~* Mothers love on your family*~

Mothers, have you hugged your family today?
On Mother's Day we shower mom with gifts of flowers, chocolates and bathroom products to spoil herself....and it is good to do this.  It shows mom that we appreciate her and what she brings to our lives.   However, as a mom you should not underestimate your role and should return the love with hugs.

Hugs can bring a great sense of connection and belonging into your life. They’re free and within reach. When you give a hug, you also receive one. How many hugs do we need each day? All you can give and receive. The more the better! You will hear different opinions on the specific number of hugs people need every day, but all will agree on the great benefits of sharing a hug. Go start the chain and make hugs part of your day. There are no limitations on age.  Children love hugs and they still need them when they are older too. We all do!

Quotes about Hugs~*

A hug is a handshake from the heart. ~Author Unknown
You can’t give a hug without getting a hug. ~Author Unknown

A hug delights and warms and charms,
that must be why God gave us arms.
~Author Unknown
Her children respect and bless her;
her husband joins in with words of praise:
“Many women have done wonderful things,
but you’ve outclassed them all!” Proverbs 31:28-29

Wednesday, 4 May 2016

Alarming increase in child pornography

Our children are vulnerable and accessible.  Read more about the increase in child pornography in South Africa in a recent article published by the SABC.

If you are concerned about our child's safety or suspect that your child may be caught up in pornography and you need an assessment, you can contact Child Welfare Tshwane on 012-4609236.  We work with all children and can help with risk assessment and therapy sessions.  Help us to protect our children and care for them to help build a better future for South Africa.

We will be celebrating Child Protection Week at the end of this month and it is important that we inform the children about the dangers out there as well as about the their rights.


Tuesday, 12 April 2016

A few minutes of your time can bring about change to last a lifetime

A few minutes of your time can bring about change to last a lifetime

The Unlimited Titans cricket team recently visited Bramley Child & Youth Care Centre in Groenkloof to hand over a cheque for money they have raised with their annual charity event.  This was awesome and the money is appreciated.  But, the time the players spent with the children, playing cricket and sharing ice creams, was an almost priceless contribution by the men in blue.

Every person, but especially children, needs a hero.  What is a hero?  According to Wikipedia it is “a person, typically a man, who is admired for their courage, outstanding achievements, or noble qualities”.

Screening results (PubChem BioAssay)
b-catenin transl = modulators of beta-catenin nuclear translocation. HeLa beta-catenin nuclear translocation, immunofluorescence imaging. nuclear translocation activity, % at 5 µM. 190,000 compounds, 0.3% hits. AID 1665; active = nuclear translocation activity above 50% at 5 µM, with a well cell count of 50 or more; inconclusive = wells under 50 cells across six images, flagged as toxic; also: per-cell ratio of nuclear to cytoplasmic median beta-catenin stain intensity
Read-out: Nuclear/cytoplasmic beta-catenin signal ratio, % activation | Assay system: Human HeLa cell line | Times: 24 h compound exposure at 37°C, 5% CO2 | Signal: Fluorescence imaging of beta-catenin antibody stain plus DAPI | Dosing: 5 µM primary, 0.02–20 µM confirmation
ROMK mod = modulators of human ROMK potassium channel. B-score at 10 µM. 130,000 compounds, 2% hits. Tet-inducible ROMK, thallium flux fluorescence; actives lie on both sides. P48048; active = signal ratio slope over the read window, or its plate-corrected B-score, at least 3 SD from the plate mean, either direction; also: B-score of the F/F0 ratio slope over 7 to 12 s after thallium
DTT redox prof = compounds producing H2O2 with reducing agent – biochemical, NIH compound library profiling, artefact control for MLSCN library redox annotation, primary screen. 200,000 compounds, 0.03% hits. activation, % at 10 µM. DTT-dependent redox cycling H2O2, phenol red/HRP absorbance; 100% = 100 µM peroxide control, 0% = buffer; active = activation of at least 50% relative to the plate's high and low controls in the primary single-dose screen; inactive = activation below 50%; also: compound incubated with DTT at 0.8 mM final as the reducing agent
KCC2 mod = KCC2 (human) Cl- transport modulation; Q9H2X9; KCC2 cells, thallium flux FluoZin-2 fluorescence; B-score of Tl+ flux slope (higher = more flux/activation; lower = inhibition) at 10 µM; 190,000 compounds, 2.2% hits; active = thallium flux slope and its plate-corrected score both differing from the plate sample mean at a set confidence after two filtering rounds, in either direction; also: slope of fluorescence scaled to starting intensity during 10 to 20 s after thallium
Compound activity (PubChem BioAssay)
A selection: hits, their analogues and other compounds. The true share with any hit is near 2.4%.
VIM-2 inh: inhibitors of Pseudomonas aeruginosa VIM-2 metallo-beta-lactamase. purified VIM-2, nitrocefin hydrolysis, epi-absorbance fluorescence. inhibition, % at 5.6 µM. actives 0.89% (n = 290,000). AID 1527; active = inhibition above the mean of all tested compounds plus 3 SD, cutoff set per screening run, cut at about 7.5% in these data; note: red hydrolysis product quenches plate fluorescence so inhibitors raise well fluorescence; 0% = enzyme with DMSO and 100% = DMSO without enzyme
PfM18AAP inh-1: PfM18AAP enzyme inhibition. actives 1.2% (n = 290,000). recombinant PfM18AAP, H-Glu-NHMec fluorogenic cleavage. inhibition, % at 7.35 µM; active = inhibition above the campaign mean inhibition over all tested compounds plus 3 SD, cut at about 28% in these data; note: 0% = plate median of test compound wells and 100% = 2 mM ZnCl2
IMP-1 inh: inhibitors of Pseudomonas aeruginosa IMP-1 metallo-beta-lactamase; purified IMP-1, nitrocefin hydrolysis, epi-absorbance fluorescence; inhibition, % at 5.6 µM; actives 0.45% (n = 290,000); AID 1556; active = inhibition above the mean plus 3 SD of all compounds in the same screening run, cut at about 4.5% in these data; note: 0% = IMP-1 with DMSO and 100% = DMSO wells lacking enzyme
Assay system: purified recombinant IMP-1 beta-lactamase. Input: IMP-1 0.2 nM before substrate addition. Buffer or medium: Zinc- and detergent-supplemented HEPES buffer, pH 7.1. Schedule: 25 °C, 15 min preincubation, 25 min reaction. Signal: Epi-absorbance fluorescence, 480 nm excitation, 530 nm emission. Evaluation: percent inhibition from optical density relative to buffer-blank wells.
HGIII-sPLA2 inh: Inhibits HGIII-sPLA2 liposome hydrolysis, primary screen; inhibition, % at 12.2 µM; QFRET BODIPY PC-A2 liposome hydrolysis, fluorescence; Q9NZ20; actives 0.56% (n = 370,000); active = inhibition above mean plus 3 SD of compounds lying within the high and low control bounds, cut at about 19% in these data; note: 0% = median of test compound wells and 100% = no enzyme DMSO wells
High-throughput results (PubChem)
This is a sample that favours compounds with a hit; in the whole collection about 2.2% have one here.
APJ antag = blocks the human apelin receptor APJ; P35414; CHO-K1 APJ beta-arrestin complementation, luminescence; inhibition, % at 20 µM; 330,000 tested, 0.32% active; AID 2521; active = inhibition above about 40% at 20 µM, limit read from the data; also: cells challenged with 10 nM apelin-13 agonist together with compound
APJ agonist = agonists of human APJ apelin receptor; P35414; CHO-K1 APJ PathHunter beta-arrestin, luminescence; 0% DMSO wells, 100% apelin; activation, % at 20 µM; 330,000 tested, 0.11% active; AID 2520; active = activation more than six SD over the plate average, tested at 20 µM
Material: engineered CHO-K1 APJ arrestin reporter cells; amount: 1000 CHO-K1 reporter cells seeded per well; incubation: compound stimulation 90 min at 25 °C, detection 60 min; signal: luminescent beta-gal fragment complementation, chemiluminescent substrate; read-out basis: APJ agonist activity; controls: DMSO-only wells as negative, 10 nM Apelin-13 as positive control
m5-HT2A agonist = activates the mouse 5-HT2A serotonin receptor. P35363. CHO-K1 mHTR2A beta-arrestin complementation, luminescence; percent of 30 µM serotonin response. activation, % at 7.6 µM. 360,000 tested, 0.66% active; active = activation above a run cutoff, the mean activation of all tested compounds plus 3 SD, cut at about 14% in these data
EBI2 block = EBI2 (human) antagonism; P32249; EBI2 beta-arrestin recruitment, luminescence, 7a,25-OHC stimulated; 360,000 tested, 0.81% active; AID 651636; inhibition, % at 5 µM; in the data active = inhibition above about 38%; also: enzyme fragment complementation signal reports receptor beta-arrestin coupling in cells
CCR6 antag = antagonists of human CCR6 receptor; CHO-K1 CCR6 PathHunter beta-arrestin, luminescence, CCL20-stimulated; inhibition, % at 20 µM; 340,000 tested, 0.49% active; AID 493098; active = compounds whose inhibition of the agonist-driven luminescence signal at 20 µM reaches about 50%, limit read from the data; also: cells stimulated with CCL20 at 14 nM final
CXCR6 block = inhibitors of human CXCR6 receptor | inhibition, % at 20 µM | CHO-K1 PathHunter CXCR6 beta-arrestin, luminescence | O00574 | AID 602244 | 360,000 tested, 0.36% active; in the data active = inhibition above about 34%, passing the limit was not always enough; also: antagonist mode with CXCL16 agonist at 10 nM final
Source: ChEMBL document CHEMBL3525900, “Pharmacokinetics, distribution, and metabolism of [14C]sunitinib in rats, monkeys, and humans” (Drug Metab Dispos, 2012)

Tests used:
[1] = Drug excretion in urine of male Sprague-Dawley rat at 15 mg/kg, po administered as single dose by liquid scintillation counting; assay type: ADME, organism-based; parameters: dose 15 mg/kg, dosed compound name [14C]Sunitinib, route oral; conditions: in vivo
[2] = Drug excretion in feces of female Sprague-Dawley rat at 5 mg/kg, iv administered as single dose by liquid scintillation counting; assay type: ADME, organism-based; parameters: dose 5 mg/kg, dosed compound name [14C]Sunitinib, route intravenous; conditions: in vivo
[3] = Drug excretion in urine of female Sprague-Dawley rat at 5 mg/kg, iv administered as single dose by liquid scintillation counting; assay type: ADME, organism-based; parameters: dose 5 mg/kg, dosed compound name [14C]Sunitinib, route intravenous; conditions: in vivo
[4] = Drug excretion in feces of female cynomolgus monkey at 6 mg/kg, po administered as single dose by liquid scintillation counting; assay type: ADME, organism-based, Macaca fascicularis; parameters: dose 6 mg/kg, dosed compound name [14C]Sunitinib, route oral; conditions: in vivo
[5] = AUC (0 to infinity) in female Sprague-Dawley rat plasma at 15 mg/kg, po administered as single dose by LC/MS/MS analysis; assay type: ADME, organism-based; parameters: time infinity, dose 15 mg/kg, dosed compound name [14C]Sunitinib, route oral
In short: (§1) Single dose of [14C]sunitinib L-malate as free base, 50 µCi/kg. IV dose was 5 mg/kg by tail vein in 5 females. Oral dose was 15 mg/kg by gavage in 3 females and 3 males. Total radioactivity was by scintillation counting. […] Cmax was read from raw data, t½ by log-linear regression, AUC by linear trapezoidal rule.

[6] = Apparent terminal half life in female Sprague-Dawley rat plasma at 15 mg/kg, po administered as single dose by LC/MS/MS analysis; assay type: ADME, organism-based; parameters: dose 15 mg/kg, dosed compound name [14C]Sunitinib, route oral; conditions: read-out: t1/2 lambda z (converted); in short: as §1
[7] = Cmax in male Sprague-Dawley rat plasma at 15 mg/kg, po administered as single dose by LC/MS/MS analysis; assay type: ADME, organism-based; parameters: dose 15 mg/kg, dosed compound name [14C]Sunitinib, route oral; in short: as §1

Role models in children’s lives greatly affect their futures, putting a large amount of pressure on those role models to set a good example. The Titans spending time with the children on a sunny Monday afternoon caused excitement and left a lingering impression on the children.  To laugh and play with national sporting heroes in the garden of the Bramley CYCC was a very positive experience. Without even noticing it, these players contributed to the well-being of the children by providing attention, fun and lots of laughter.

The children at Bramley CYCC live in combined family structures where about 15 children live in one house. Providing individual attention can become a challenge and also the relationship between the care givers and children can’t be the same as a parent child relationship in a biological family. In the standard household the parents have specific roles and the father would normally take the position as role model.  

However, when a child lacks a positive role model for his future, that child will seek a “fatherly” figure to mentor him, whether they have the ability to mentor or not. Children often compare their idea of a father or fatherly figures to heroes, most notably Superman. They think of them as being invincible and rock solid in life.

The children at the CYCC clearly understands that no-one is perfect. Still they be given high goals in life to shoot for, like trying to be Superman, so that they land high in the moral scale of Humanity. If children don’t get high moral standards right from the beginning, it is very hard for them to attain a high level of morality later in life.


Heroes direct children in the right direction, help the people around them, and leave lasting impressions on the past, present, and future. Heroes stood up for what is right when others sat down, did ten times more than what was asked of them, questioned authority when authority was wrong, and fought for the rights of all people. The world of today has been shaped by the heroes of the past, as the future will be shaped be the heroes of today.